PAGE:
4 66 R. Boopathy / Bioresource Technology 74 (2000) 63±67 4. Non-technical criteria In addition to technical obstacles to bioremediation, some of the non-technical criteria that a ect bioremediation are ability to achieve the required clean-up target, acceptable cost relative to other remediation options, acceptable risks in residual contaminants remaining after bioremediation, favorable public perception, favorable regulatory perception, ability to meet time limitations, and the ability to conform to space limitations Non-scienti c factors a ecting bioremediation Several non-scienti c factors hinder the development of bioremediation technologies and some of them are discussed below: Regulatory factors Regulations both drive and constrain the use of bioremediation. Regulation creates the bioremediation market by dictating what must be cleaned up, how clean it must be and which clean-up methods may be used (Caplan, 1993). The use of genetically engineered microorganisms (GEMs) presents additional regulatory hurdles. There is much debate over whether to use natural or GEMs in bioremediation. The advantages of naturally-occurring microbes currently outweigh those of GEMs. Regulation can have an impact on bioremediation in three di erent ways: 1. Creating markets: Federal environmental programs require treatment of recurring wastes and remediation of existing wastes contaminating soils and groundwater (Day, 1993). 2. Controlling the product: Environmental laws and regulation may specify health and safety criteria for products before they can be marketed in USA. 3. Toxic substances control act (TSCA) inventory: All new chemicals marketed in US must be listed in this inventory. Naturally-occurring microbes are already considered on the TSCA inventory. There are no organism-speci c TSCA regulations on naturally-occurring microbes; but, regulations speci c for GEMs are under development. 4. Other regulatory programs: The Food and Drug Administration and the US Department of Agriculture control the introduction of human-food and soil pathogens. The EPA regulates the use of microbes as pesticides under the Federal Insecticide, Fungicide, and Rodenticide Act (Day, 1993). 5. Controlling the process: Environmental Laws and regulations may specify how a product or equipment can be used to accomplish speci c waste-management objectives. Some of the major US environmental laws which control the bioremediation process are listed below: Toxic Substances Control Act of Federal Water Pollution Control Act of 1972 amended by the Clean Water Act of 1977 and the Water Quality Act of Solid Waste Disposal Act of 1965 amended by the resource conservation and Recovery Act of 1976 and the Hazardous and Solid Waste Amendments of Comprehensive Environmental Response, Compensation and Liability Act of 1980 amended by the Superfund Amendments and Reauthorization Act of Clean Air Act of 1970 amended by CAA Amendments of 1977 and of National Environmental Policy Act of Research and technical factors Although there are a number of contaminants that are biodegradable, including petroleum hydrocarbons, alcohols and solvents, many widely used industrial chemicals such as PCBs, pesticides, coal tars, chlorinated solvents, and polynuclear aromatic hydrocarbons are not degraded so readily. So more intensive research is needed, but funding for this kind of basic research is diminishing. Unlike the conventional treatment technologies, bioremediation technique must be tailored speci cally to each polluted site. Each waste site has unique characteristics, and thus requires individual attention. As yet, o cial criteria for evaluating the success or failure of a particular strategy have not been established Human resource factor Because bioremediation is a new technology, there is a lack of trained human resources in this eld. A successful bioremediation program requires a multidisciplinary approach, integrating elds such as microbiology, engineering, geology, hydrogeology, soil science and project management. Universities do not o er quali cations in bioremediation engineering and such combined expertize can be acquired only through experience and training on the job Economic and liability factor Unlike other industries, bioremediation does not result in the production of high value-added products. Thus, venture capital has been slow to invest in the technology and, as a consequence, commercial activity in R and D has lagged far behind other industrial sectors. As bioremediation is considered innovative technology, clients and regulatory agencies often scrutinize bioremediation more closely than conventional technologies. Consequently, tighter restrictions and performance standards are frequently imposed on bioremediation than on other remediation technologies. This can ultimately lead to a greater risk from a liability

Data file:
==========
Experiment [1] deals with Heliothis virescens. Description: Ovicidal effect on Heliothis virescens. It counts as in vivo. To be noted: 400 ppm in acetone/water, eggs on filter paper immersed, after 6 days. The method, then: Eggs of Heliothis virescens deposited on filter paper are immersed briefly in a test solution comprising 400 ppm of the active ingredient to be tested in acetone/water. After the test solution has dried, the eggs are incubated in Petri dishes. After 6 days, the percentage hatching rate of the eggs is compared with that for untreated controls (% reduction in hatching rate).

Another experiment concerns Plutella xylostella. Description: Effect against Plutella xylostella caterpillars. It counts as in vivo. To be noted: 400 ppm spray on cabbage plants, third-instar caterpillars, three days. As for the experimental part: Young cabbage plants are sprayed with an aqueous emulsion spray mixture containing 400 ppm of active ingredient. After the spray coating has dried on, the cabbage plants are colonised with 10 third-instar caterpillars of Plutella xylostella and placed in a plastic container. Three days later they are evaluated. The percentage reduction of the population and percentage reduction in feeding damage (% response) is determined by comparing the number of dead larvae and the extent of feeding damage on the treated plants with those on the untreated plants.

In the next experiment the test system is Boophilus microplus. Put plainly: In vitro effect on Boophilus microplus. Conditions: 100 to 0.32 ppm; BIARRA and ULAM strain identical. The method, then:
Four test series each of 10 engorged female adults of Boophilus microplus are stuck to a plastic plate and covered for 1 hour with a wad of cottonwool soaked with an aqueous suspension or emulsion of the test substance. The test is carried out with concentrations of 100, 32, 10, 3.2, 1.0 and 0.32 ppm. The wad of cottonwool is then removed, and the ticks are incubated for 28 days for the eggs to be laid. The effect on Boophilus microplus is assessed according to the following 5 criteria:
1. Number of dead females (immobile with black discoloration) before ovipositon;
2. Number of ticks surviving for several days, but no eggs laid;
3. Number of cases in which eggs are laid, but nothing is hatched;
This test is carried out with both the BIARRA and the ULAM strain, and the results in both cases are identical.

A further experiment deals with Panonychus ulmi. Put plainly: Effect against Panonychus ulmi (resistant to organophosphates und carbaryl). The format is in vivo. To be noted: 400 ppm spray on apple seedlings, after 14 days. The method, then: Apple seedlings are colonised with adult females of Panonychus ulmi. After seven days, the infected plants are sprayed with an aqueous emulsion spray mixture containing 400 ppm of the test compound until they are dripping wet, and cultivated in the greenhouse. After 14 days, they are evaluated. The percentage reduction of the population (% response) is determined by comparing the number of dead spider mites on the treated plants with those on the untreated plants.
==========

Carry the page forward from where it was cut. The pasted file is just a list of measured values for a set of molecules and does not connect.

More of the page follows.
5 R. Boopathy / Bioresource Technology 74 (2000) 63±67 67 standpoint if the bioremediation program does not accomplish the predetermined goals. 5. Conclusions Each of the factors discussed above may limit the use of bioremediation in speci c circumstances. All the factors are positive in some cases where bioremediation technology has been successfully completed. Knowledge of the susceptibility to biodegradation of some contaminants is still lacking and toxicity testing is becoming more important. Many reports indicate that bioremediation of petroleum hydrocarbons can lead to reduced toxicity and have been taken as evidence of favorable biochemistry in these cases. There are many factors that limit bioavailability and have the impact of slowing the transport of speci c compounds into aqueous phase where biological uptake occurs readily. The importance of bioavailability is strongly dependent on the nature of the contaminant, the soil chemistry, and the matrix. In some cases, bioavailability is relatively unimportant, while in others it may be critical. The in uence of site-speci c bioavailability on bioremediation must be considered. Bioactivity includes consideration of those parameters that have long been recognized as in uencing the rate of bioremediation. With current bioremediation con gurations, only certain parameters can be manipulated. This suggests that certain sites may be particularly favorable for in situ strategies, because the bioactivity may be easily maintained. US environmental regulations are complex; the rule promulgation process can often be slow. Intense congressional and public involvement may hinder the writing of regulations which re ect in the eld experiences. Rapidly emerging technologies, such as bioremediation, have been delayed by governmental policies that support only proven technologies. The trend is slowly changing and for bioremediation using both indigenous and non-indigenous, naturally occurring microorganisms, the regulatory hurdles are decreasing. Even with the obstacles discussed above, there are tremendous market opportunities for bioremediation. With the next 10 years, soil clean-up costs alone are estimated to exceed US dollar 30 billion in Europe (Caplan, 1993). This compares with the US dollar 1 billion spent thus far. If just 5% of this soil is cleaned using bioremediation, 1.5 billion dollars could be earned through biotreatment methods. References Adriaens, P., Hickey, W.J., In: Stone, D.L. (Ed), Biotechnology for the Treatment of Hazardous Waste. Lewis Publishers, Ann Arbor, pp. 97±120. Baker, K.H., Herson, D.S., Bioremediation. McGraw-Hill, New York, pp. 1±7. Blackburn, J.W., Hafker, W.R., The impact of biochemistry, bioavilability, and bioactivity on the selection of bioremediation technologies. TIB Tech. 11, 328±333. Boopathy, R., Manning, J., A laboratory study of the bioremediation of 2,4,6-trinitrotoluene-contaminated soil using aerobic anaerobic soil slurry reactor. Water Environ. Res. 70, 80±86. Boopathy, R., Manning, J., Surfactant-enhanced bioremediation of soil contaminated with 2,4,6-trinitrotoluene in soil slurry reactors. Water Environ. Res. 71, 119±124. Caplan, J.A., The worldwide bioremediation industry: prospects for pro t. TIB Tech. 11, 320±323. Day, S.M., US environmental regulations and policies: their impact on the commercial development of bioremediation. TIB Tech. 11, 324±328. Manning, J., Boopathy, R., Kulpa, C.F., A laboratory study in support of the pilot demonstration of a biological soil slurry reactor. Report no. SFIM-AEC-TS-CR US Army Environmental Center, Aberdeen Proving Ground, MD.